Finland has scored 14 goals in two games, but Finnish coach Erkka Westerlund wants to make one thing very clear: They still face an uphill battle against Canada on Sunday.
That’s the role the Finnish want to be portrayed in and they’ve been pushing on their team since before the tournament started.
“It’ll be all about team. That’s our strength and we love to be the underdog,” assistant GM Jarmo Kekalainen said last week. “We’re going to bite everybody’s ankles and not let go — that’s the only way we’re going to be successful.”
And it’s an easy sell because it also happens to be true. While they have managed to win cleanly against two opponents that weren’t highly regarded going into the Olympics, there’s no question that Canada is the far better team on paper.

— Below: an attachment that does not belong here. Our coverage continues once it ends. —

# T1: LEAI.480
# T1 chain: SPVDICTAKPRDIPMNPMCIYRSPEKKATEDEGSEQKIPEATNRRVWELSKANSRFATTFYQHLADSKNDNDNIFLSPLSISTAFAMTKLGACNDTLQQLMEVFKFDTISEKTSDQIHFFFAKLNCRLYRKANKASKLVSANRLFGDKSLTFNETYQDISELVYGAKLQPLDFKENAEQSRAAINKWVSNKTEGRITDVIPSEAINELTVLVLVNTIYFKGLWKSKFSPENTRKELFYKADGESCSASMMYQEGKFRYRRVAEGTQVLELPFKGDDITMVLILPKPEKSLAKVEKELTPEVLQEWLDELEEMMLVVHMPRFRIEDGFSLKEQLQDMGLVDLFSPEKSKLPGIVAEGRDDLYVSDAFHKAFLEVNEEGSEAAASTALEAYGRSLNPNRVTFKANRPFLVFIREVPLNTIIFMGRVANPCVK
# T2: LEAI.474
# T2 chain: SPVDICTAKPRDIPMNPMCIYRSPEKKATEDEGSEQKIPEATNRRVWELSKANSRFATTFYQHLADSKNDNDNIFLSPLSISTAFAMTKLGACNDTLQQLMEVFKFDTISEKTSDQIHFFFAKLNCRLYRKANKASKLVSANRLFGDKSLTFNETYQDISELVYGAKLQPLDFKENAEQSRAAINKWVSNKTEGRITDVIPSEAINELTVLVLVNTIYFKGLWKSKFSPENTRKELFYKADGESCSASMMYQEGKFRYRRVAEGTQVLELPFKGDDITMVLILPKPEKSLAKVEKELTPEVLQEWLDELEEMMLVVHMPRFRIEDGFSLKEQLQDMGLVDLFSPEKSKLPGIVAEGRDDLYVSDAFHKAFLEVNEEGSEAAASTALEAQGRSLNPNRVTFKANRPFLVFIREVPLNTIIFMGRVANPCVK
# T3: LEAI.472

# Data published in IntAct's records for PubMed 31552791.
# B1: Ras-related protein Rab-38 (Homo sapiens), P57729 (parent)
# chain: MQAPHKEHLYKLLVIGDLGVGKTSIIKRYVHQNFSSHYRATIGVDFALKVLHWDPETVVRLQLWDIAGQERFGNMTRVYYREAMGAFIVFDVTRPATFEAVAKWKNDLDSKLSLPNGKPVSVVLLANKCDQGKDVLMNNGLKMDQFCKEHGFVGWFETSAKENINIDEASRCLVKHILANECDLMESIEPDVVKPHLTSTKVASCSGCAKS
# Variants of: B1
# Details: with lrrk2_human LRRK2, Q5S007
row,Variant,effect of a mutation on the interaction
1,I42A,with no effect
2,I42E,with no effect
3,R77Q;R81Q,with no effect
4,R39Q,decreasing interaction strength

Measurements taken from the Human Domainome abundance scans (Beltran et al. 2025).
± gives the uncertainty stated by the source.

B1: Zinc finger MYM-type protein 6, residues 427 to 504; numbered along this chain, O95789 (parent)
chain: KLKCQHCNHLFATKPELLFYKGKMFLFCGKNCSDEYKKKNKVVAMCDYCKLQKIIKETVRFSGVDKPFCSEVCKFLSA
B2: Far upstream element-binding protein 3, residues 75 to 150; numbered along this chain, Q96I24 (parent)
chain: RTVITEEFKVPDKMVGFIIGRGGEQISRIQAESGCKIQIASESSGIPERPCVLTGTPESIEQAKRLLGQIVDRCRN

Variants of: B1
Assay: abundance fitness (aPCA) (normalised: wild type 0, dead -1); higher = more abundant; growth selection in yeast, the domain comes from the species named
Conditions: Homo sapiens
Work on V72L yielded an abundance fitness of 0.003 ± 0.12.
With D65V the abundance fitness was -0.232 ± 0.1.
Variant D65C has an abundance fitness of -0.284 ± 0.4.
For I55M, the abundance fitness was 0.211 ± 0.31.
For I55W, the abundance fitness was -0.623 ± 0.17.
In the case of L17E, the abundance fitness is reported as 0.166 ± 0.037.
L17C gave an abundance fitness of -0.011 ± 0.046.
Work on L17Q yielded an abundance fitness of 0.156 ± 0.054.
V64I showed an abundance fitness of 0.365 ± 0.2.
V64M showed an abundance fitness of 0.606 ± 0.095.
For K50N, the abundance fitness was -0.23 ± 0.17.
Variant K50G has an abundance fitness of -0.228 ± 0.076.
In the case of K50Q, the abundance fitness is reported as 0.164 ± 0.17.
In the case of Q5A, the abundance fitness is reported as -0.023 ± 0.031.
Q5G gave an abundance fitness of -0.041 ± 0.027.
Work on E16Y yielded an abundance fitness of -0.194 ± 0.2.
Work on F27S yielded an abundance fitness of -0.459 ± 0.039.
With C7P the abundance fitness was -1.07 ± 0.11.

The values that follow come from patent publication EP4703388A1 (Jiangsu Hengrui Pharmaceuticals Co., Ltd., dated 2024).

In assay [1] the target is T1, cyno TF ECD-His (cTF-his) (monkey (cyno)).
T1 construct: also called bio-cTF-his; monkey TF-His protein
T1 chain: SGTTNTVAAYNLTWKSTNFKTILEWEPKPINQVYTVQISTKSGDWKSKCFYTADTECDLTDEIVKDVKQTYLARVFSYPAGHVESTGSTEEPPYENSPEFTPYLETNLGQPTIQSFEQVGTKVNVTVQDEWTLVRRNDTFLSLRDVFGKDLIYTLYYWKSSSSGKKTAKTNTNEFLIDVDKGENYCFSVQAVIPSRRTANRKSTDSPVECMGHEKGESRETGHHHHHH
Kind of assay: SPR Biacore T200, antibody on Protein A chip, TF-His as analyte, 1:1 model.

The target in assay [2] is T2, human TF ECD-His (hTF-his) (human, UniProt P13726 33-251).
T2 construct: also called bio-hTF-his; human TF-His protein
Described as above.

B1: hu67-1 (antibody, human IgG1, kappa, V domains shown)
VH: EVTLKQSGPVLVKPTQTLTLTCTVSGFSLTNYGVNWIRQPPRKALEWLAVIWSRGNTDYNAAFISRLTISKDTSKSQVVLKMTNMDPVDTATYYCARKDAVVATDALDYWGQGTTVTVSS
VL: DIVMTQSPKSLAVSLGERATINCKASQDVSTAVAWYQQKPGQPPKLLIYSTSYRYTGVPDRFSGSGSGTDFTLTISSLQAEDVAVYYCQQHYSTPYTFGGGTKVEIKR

The only area where the Finnish were supposed to be at par with the Canadians was in goaltending and that’s oddly enough been Finland’s only blemish so far, courtesy of a shaky performance by Tuukka Rask in the opener.
It doesn’t help matters that Finland might have lost forward Aleksander Barkov to a lower-body injury on Friday. The Finnish team is already missing Mikko Koivu and Valtteri Filppula.
At the same time, especially in a short tournament, the team with the most skill isn’t always the victor and while Finland beating Canada would be an upset, it wouldn’t be a shock. After all, even if Finland is theoretically below Canada, they’re still one of the top hockey nations and a legitimate contender. The gap between them exists, but we’re talking about hills instead of mountains.